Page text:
On occasion you will run into a problem that can’t be fixed so easily, where a sound exists at the same point as some speech and in a similar frequency range, like a door slamming in the background, or a car horn going off. Here you will need to look at a more advanced solution, if going back and re-recording the sound is not a possibility. iZotope’s RX3 provides a highly detailed set of tools for analyzing audio using spectral technology so you see sounds visually. The idea is that you can isolate the offending sound and change it or remove it entirely without affecting the speech that is happening at the same time. This is tricky of course and requires some patience. Nonetheless it is often possible to “reach inside” an audio clip and deal with a sound surgically before exporting it back into your video editor. Sony’s SpectraLayers Pro does something similar, displaying audio signal visually and allowing you to isolate a sound before changing it. It can be a painstaking process but it can nonetheless save the day sometimes. 

Get right inside your audio and clean it up surgically by using spectral tools like SpectraLayers Pro.

Get right inside your audio and clean it up surgically by using spectral tools like SpectraLayers Pro.

Project sync

Getting your sound from your video editor to your audio editor can be a little fiddly, and in many cases you will have to manually export clips out to a folder then import them into the audio software, and do the whole thing in reverse after processing. Adobe has a neat solution, which is that if you right-click on one or more audio clips in a Premiere project you can choose to send them to Audition, apply all your processing and then when you save and exit, the audio is automatically updated back in the Premiere project. This is a massive timesaver if you happen to have both apps as it saves lots of tedious exporting and importing. Final Cut Pro and Soundtrack used to have a similar functionality though unfortunately it was killed off along with Soundtrack with the move to Logic Pro X.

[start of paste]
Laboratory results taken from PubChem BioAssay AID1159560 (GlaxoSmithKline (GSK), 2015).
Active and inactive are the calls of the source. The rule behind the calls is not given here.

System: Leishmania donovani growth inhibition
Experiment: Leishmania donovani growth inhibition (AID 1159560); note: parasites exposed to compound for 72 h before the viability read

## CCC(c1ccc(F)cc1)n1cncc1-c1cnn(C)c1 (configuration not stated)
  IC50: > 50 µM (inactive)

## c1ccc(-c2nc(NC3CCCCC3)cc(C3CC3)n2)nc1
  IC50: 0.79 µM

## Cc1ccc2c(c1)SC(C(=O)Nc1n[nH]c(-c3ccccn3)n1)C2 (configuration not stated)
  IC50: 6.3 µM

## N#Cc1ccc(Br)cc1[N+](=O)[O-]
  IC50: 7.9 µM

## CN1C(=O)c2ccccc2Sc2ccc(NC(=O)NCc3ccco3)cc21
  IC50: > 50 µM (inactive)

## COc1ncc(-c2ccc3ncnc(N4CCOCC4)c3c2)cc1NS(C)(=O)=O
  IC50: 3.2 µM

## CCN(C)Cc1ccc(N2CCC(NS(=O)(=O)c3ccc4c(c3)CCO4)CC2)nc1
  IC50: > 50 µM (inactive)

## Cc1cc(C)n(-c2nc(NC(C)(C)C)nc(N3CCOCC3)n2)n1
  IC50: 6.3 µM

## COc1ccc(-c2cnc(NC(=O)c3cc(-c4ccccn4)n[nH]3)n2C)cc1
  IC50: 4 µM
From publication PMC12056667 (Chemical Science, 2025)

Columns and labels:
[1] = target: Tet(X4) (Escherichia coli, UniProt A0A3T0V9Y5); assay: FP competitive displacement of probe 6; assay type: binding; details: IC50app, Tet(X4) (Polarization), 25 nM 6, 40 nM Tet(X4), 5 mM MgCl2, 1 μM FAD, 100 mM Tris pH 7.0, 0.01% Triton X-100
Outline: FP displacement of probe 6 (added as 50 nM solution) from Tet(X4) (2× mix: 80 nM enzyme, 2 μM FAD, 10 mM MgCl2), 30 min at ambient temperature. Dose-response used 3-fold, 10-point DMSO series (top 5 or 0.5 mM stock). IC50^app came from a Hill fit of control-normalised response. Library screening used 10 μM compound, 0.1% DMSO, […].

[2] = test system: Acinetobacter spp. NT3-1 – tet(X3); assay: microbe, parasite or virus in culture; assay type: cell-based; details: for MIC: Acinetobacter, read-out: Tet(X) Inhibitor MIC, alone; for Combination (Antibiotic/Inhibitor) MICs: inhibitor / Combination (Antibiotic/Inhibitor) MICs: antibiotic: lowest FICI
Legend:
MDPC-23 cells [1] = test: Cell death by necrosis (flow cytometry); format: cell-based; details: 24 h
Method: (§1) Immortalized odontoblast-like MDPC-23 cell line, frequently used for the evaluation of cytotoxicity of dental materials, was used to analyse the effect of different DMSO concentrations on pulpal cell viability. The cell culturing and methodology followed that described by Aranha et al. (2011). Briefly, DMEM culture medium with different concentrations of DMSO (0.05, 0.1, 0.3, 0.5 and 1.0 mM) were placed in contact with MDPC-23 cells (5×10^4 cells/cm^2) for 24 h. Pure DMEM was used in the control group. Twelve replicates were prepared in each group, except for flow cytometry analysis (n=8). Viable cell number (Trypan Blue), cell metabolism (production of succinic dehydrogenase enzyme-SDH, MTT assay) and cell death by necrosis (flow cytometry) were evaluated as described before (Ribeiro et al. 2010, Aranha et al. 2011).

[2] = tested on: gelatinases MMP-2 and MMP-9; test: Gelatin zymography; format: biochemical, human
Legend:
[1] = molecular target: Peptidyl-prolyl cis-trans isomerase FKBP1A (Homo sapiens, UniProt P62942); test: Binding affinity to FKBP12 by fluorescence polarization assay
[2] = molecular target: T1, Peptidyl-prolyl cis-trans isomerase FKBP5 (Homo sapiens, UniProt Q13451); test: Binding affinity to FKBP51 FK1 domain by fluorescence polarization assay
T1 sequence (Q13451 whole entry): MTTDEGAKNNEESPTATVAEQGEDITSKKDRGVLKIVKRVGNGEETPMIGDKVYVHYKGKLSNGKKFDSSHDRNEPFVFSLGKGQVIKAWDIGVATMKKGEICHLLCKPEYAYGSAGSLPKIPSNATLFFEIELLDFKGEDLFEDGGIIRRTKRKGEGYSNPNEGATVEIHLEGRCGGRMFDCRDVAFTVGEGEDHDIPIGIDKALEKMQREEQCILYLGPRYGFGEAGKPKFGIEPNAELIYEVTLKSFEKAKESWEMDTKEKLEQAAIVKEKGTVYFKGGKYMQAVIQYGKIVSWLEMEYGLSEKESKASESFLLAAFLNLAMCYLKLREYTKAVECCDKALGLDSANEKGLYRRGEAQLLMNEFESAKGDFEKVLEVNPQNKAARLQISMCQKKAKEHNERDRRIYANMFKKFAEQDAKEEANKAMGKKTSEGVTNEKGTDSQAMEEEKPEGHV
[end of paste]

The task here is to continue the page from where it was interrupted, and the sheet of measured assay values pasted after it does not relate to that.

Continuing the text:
You can send multiple clips for detailed processing from Premiere to Audition without having to manually export them first.

You can send multiple clips for detailed processing from Premiere to Audition without having to manually export them first.


Apply processing externally then fire sound back into your video app, or import and re-sync manually.

Apply processing externally then fire sound back into your video app, or import and re-sync manually.

Re-syncing audio in your video editor is actually the least difficult part of this whole process. Import the clips to a new audio track and deactivate snapping, since it’s unlikely that snapping will be accurate in this instance. Zoom in to a fairly precise level and then nudge the processed audio clips until they sync up with the mouth movements onscreen. If you have kept your sample rates consistent across all your devices and projects there shouldn’t be any issues with drift. If there are, you might have to cut the audio into smaller sections and sync each one manually with the onscreen action, but this will remind you to get it right next time around. 

You can then mix the voiceover with your other program sound in your video app and perhaps apply a small amount of extra EQ to account for the way it interacts with the music and other sounds, but at the end of it all you should have some clear, glitch-free dialogue tracks that will make the end result look and sound great!

Hollin Jones was classically trained as a piano player but found the lure of blues and jazz too much to resist. Graduating from bands to composition then production, he relishes the chance to play anything with keys. A sometime lecturer in videographics, music production and photography post production, Hollin has been a freelance w... Read More